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Get out your color pencils, crayons, markers: #colorourcollections comes back.

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Confession: I don’t know that I completely get the coloring craze. I recognize the value of stress reduction and mindfulness. I know there’s a certain nostalgia associated with coloring.  Last year, however, I did get super excited about one particular coloring project: #colorourcollections or #colourourcollections week! And her it comes again! Organized by the New […]

Responding to Pew: The Myth and Reality of the Evolving Patron

At ALA I was honored to be invited by RUSA to respond to research presentation, The Myth and the Reality of the Evolving Patron. Lee Rainie, director of the Pew Research Center’s Internet & American Life Project, shared the latest data relating to how Americans think about libraries and information, their use of library services, and what […]

Shannon’s Padlet on change and our other BLC presos

Greetings from Boston where I’ve been learning and presenting with friends at Alan November’s Building Learning Communities Conference. I have much to report on, but first I want to share Shannon Miller’s Padlet asking folks to share their vision of library change–roles, responsibilities, physical spaces, collections, etc.–for the upcoming school year. The response was wonderfully […]

Pew offers new Libraries page

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I was about to write an alert about several of the interesting new Pew Internet & American Life Project studies, when I discovered that it is now easier to discover those studies. The Pew Project recently added a Libraries page to their site, gathering research especially relevant to our community, as well as updates from […]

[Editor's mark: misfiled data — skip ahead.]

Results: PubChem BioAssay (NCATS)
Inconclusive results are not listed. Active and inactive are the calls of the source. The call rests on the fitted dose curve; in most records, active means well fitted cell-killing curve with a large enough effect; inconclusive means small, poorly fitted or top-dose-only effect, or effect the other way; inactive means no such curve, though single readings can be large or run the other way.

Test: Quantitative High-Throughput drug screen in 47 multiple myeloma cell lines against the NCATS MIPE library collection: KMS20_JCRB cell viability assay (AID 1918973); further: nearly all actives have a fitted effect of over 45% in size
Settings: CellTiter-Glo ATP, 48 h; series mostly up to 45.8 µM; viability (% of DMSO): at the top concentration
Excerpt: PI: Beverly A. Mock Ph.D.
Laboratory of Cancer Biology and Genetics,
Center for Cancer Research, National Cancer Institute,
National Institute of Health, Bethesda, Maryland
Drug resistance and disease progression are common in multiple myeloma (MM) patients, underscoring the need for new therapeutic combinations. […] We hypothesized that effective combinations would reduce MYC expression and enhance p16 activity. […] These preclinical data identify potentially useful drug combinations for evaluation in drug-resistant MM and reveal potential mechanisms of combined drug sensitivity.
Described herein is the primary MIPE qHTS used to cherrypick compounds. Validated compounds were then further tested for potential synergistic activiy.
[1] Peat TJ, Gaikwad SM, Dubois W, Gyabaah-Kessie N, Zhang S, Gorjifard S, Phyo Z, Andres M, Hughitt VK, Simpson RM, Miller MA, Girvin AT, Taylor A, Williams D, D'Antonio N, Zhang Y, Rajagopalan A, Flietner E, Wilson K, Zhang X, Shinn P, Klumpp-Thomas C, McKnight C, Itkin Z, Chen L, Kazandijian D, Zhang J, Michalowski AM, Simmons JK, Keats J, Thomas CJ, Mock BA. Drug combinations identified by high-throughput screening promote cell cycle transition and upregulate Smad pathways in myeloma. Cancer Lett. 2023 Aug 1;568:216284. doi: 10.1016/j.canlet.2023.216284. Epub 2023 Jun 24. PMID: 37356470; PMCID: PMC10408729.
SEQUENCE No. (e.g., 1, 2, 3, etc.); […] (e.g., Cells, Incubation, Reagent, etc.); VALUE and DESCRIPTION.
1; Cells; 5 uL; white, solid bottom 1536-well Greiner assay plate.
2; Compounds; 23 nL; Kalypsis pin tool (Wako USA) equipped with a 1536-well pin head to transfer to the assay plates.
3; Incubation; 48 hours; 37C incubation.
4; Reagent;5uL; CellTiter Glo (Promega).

Research and an infographic about research

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Infographics are viral. In my own PLN, one of us discovers an infographic relevant to learning or libraries or research and it’s all over the edtech/library world in a matter of minutes.  And many of us are now using infographics as a student assessment. But, like political or commercial messages, infographics are carefully-crafted media messages.  […]

Library 2.011: Not live, but very much alive and free

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Last week many of us had the opportunity to attend the free, online, global conference, Library 2.011.  But if school or sleep or life in general prevented you from attending a few sessions, the good news is they are all archived as a rich legacy of this inaugural event.  (Thank you Steve Hargadon and San […]

Child of the Library: Sing out and share!

Piers Cawley (programmer, photographer, singer, cook, geek) presented this moving protest song about the importance of reading and libraries in childhood at the OSCON 2011 conference back in July. He wrote it back in February when he discovered his own public library was under threat of closure and had only a few months left. When […]

On library mashups

Don’t you just love it when we build on each others’ good work? Here’s what happened.  Jennifer LaGarde, aka Library Girl, inspired by the work of Carl Harvey, created her Are You Ready? poster/infographic. Around the same time, a number of us discovered and were playing around with Thinglink. (I think I first discovered it […]

Tell me, what do you teach?

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In It’s a Wonderful Life, George Bailey was forced to consider what would happen to Bedford Falls had he never lived. Perhaps, like George, it is time for us to seriously consider our full impact on those around us.  Perhaps, it is time to explain exactly what our own Pottervilles might look like should short-sighted […]

Salem Press 2011 Library Blog Awards

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At a time when so many folks don’t have a clear enough picture of what libraries look like, or where libraries are going, or who librarians are, we need to point to vision.  The Salem Press 2011 Library Blog Awards literally does that kind of pointing with its nominated library bloggers.  It presents a cross-section […]